Night vision eye drops

US biohackers have reportedly boosted the dim-light vision of a test subject enabling him to better identify objects in a darkened environment

31 Mar 2015 by Ryan O'Hare

A group of biohackers in the US have been testing eye drops to help people see in the dark.

Body modification and biology enthusiasts, Science for the Masses, reportedly boosted the night vision of a test subject enabling him to better identify objects in a darkened environment, with no reported side effects.

The group was able to increase light amplification of the human retina using chlorin e6 (Ce6), which is used in photodynamic therapy for cancer – where the chemical is activated with localised light to activate it and kill cancer cells.

In an open access, non-peer reviewed paper, the group describes its attempts to boost dim light vision by mixing Ce6 with insulin, saline and dimethlysulfoxide (DMSO) as an eye drop preparation. A total of 150µl of the mixture was administered to each eye, before covering them with scleral lenses and sunglasses to avoid light exposure.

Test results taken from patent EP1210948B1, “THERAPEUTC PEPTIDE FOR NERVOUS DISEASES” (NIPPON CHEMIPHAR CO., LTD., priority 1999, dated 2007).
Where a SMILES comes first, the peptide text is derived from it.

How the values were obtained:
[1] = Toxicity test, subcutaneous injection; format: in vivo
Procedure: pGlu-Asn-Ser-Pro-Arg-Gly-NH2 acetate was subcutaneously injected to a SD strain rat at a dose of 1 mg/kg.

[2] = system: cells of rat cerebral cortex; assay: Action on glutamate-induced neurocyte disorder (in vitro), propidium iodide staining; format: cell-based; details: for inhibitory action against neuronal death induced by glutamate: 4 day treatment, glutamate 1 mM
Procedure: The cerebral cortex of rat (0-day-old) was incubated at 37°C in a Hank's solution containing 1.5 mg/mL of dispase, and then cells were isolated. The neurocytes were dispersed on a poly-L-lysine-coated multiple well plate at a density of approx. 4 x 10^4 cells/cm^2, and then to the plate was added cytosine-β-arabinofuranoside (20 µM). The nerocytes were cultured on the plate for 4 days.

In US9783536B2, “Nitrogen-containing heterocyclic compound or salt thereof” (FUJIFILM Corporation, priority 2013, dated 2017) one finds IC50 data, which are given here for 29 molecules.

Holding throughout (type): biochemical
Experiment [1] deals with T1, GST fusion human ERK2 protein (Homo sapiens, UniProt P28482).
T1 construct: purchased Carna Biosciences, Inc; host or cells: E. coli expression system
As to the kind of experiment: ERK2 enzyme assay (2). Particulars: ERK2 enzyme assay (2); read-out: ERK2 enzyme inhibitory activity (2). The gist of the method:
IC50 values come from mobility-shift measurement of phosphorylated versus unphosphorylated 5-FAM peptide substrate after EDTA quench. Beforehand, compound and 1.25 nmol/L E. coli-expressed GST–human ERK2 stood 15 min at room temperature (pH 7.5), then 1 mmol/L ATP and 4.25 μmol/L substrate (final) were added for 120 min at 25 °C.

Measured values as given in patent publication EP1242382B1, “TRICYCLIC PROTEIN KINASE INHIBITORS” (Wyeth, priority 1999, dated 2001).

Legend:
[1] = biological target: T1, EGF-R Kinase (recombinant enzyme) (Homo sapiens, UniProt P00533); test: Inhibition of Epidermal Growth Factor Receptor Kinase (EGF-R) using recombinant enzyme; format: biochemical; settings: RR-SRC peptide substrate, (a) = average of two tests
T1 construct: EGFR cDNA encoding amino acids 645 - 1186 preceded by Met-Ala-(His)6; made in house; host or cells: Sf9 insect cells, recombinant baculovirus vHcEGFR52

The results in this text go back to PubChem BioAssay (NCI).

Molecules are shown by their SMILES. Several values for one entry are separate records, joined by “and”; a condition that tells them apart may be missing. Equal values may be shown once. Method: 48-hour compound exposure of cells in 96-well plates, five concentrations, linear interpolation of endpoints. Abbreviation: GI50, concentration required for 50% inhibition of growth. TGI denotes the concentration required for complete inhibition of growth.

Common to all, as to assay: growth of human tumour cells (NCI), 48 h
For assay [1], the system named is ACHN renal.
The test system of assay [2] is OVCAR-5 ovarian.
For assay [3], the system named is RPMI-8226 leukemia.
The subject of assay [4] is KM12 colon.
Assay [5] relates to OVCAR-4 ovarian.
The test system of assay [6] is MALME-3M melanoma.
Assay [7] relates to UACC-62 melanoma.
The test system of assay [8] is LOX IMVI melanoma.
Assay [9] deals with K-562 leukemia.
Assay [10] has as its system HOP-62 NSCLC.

After a period of adjustment, the test subject was reportedly able to identify symbols and subjects in a darkened room better than four control subjects. By the following morning, the subject’s sight had returned to normal levels and was reported to have no side effects up to 20 days after the tests.

The group writes: “Given the current results and the previous body of work on the technique, it seems fair to say that this technique is successful in its claims for low light amplification in the human eye.”


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